It was humorous to them, the idea that the kinds here had anything to do with the sea or had a blue water navy. Today, a simple search can bring up the history of the Chola, Pallava, Pandya and Chera dynasties.

Thank God for 4G and Wiki.

It is indeed a pity that history books and popular culture (aka Bollywood and even Kollywood) forgot the southerners post Independence. The laurels and glory of what happened to Delhi alone stayed as history.

Interestingly, most of it happened to Delhi than Delhi influencing things outside. Someday, if not the school kids, at least war colleges ought to be taught about the southern trio and their empire.

R Kalki Krishnamurthy in his epic mega serials of his era had chronicled the stories of the Pallavas and Cholas.

In his epic, Sivagaminyin Sabadham, he narrates the genesis of a town in honour of Mamalla (the great wrestler), Mamallapuram. The author, in fact, starts the story by saying clearly that with some facts available, he is using his imagination and opinion to create the rest of the story.

(A trivia to ponder on, was Sivagami Devi in Baahubali a character developed from Kalki's Sivakami ?)

China has to be appreciated both for its resilience and its desire to be modern with a clear understanding of their past.

Millennia of decay, misrule and indenture hasnt been good enough to make them forget their past.

The Belt and Road Initiative is an excellent example of it recreating its past trade routes.

An important aspect to remember in this initiative is the sea silk route. A route that the Chinese couldnt dominate on thanks to the blue water navy and gunboat diplomacy followed by the Cholas and Pallavas.

This virtual dominance of the sea route --- with full rearguard and dry-docks in islands all the way from Africa to China along important choke-points --- is a worthy past that post-colonial India didnt work on, except for a brief time in the 1970s and 1980s when India tried to resurrect Lakshadweep in the Arabian Ocean, and Andaman and Nicobar in the Bay of Bengal.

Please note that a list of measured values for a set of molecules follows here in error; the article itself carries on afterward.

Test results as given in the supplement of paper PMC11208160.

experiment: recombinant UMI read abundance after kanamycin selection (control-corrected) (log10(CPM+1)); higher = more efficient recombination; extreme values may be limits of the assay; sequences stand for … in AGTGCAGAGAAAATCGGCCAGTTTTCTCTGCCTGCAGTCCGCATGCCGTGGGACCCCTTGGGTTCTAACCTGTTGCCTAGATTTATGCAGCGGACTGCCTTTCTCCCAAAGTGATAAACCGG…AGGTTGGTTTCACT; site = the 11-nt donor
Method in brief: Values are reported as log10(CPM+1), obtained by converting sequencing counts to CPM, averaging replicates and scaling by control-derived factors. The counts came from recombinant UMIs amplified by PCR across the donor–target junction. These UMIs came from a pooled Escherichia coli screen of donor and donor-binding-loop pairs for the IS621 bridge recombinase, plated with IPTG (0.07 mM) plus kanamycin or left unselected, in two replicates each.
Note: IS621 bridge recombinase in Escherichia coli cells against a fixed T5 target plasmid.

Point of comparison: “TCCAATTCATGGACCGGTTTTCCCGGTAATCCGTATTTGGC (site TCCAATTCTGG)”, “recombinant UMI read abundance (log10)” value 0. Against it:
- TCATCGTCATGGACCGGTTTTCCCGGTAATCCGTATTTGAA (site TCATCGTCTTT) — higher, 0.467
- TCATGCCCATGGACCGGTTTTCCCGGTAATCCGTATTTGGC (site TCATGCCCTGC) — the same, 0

Mamallapuram port city might have been the epicentre of trade during the Pallava and Chola period. Apart from being the place from where the initiator of Shaolin tradition and Zen Buddhism, Bodhidarma would have most likely sailed on his mission.

A port that should have most likely been a key pivot to supply the troops in the conquest of Lanka when they were caught in a stalemate during Arul Muzhi Vermans (later on Raja Raja Cholans) campaign (will be good to read Kalkis Ponniyin Selvan for the folklore part!).

A port city that probably had schools on stone masonry to train masons who built huge temple complexes in India and in many places in the Indo-China region.

Like all good things the sun literally set on this port when it was abandoned by the East India company. The red coats preferred to build their safe house in Fort St. George and make Madras (Chennai) their capital.

A port with not enough draft was deemed fit to house the garrison for safety and to command the high seas. A location that had no great geographical features or resources to attract an attack but with a good vantage to defend the bay and hinterland.

Similar to the work done by the Chola dynasty, it appears that our incumbent PM has started the charm and awe mission to position this land in a contest for every inch of high mountain passes or deep seas.

This is a long game that will have to be fought both internally and externally.

Patience is the virtue in this game where there are no permanent enemies or friends.

Team India under its current Captain has aptly picked this important trading port of the old days, Mamallapuram, to have the informal meeting. Coincidentally, the point persons for Team India in foreign affairs and finance both seem to come from near Woraiyur, the ancient capital fo the Cholas.

The long walk over the high passes or the perilous sailing over the deep seas continues for Team India. It is good to see that the Captain and his team are all aboard on this long voyage!

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Mamallapuram: Then And Now - Swarajya

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SALA 2019 provides engaging fare for South Asians in the Bay Area – indica News

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Raji Pillai

The picturesque Villa Montalvo in Saratoga is the venue for the Bay Areas first South Asian Literature and Art Festival (SALA 2019).

The festival, which opened Oct 6, is presented by the Art Forum SF, a non-profit that promotes all visual, literary and performing arts emerging from South Asia, and the Montalvo Arts Center, in collaboration with the University of California, Berkeley, Institute for South Asia Studies.

The festival goes from noon to 5pm daily, with different panels every hour on topics spanning art, literature, non-fiction and film.